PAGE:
Where Do Christmas Songs Begin? 

Have you ever wondered why some of our best known and best loved Christmas songs are a little, well, melancholy?

Surely during the “Most Wonderful Time of the Year” the songs should be jolly and jingly?!

Instead, we have the dulcet tones of George Michael singing about his lost love in “Last Christmas” and crooners across the decades have belted that they will only be home for Christmas in their dreams…

It seems to me that there is something about the brightness of the season that draws attention to some of the darkness around us and within us.

There is something about the fear of Mary and Joseph as they are charged with the task of raising their Saviour, that prickles at our own insecurities and needles away at our biggest questions of significance and worth.

There is something about the news, of Word becoming Flesh and God becoming Man to face a life of poverty and pain, that reminds us of our own pain.

There is something about the jingles and the celebration and the hope; that sometimes stands in such stark contrast with what our lives look like.

Lives which do surely contain many moments of joy and jubilation, but lives which also contain anxious nights and tearful mornings.

For the one in four people who struggle with mental illnesses, the pressure of joy can make things harder. The exaltation to be merry somehow forgets the fear and confusion of Mary and Joseph, it forgets the reason that God came down in human form to be Immanuel.

God with us.

We have reason to rejoice, to celebrate and we should celebrate the glorious story of God coming in person to carry out his rescue plan for the world!

In our rejoicing, however, we also need to reach out to those who are far from joy.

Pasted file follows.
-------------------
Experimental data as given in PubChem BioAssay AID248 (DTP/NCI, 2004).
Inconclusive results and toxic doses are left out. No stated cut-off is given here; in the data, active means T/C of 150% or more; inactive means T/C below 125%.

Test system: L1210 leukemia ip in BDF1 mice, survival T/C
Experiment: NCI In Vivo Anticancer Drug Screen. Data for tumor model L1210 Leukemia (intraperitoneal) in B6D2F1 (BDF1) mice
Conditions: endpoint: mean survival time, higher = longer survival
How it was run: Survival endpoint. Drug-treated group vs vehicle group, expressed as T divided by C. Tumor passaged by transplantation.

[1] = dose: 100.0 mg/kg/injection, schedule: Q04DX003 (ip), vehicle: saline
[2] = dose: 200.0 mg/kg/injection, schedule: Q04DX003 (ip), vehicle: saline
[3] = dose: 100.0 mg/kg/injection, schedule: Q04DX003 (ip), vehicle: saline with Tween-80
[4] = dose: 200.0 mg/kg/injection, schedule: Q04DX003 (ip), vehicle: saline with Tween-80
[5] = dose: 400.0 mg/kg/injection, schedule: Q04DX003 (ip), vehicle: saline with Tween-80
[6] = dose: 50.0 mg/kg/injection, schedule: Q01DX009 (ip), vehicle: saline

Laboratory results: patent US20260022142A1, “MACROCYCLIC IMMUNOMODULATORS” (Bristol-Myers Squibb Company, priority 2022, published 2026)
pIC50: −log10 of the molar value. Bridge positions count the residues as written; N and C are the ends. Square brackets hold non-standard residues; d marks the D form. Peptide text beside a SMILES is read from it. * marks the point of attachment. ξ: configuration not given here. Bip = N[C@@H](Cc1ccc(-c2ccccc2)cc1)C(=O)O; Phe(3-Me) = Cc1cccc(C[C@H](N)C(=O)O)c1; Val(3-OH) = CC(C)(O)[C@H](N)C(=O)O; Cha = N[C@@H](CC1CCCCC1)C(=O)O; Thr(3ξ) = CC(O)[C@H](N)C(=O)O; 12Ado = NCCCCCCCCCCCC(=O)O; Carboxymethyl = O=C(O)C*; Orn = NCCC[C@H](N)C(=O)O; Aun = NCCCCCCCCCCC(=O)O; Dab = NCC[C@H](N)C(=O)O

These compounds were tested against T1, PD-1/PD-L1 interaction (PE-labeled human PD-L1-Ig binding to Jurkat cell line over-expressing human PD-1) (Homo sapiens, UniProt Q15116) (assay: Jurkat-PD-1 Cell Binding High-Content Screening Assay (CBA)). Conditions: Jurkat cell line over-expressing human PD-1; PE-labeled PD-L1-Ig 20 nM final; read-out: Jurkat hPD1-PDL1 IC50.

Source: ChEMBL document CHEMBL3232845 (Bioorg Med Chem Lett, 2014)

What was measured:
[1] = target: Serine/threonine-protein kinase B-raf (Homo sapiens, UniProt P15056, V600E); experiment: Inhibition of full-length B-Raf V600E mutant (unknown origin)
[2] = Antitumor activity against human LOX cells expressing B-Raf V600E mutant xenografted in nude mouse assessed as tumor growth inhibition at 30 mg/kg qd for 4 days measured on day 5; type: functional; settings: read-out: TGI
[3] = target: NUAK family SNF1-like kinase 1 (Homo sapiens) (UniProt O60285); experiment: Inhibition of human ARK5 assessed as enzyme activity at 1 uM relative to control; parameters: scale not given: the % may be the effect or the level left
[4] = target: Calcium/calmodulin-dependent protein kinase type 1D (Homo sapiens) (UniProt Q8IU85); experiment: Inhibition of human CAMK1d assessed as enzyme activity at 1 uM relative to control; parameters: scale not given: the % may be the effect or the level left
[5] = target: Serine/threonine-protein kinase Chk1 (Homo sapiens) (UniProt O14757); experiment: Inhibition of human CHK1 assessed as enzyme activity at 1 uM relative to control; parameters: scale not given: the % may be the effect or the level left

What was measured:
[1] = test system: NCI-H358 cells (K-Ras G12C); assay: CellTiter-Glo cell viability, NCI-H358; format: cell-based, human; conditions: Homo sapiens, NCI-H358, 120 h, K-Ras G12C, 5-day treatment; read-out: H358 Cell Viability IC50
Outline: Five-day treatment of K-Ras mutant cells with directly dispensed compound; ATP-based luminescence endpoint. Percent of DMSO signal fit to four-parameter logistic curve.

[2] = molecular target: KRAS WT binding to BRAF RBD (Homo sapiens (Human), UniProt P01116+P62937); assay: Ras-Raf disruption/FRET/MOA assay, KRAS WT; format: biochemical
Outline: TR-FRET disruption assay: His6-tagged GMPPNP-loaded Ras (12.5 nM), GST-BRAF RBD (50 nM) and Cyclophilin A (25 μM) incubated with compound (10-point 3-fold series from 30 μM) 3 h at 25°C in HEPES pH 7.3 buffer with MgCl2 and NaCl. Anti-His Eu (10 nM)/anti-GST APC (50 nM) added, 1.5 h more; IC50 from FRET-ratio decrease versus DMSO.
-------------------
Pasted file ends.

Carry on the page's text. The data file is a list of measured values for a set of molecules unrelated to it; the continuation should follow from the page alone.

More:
When I was younger, I always used to sing the solo at church during the second week of advent which focusses on Mary’s encounter with an angel which changed her life. It is known often as the “sad Sunday” of Advent and apparently I have voice that suits sad songs. (I’ve never been sure whether that was a compliment or not, but I digress.)

Over the course of about five years I sang a number of songs from Graham Kendrick’s “Rumours of Angels” and as I have battled with my own health and the tried to find God in the dark, I’ve returned to the words of this song time and again.

“And did she see there

In the straw by his head a thorn?

And did she smell myrrh

In the air on that starry night

And did she hear angels sing

Not so far away

Till at last the sun rose blood-red

In the morning sky”

The words of that chorus remind me that Jesus did not only come to be born as a human, he also came to die as a human and in that the story of Him echoes words through the centuries to the hopeful and to the hurting.

You are not alone. God with Us.

This article was first published over at www.thinktwiceinfo.org 

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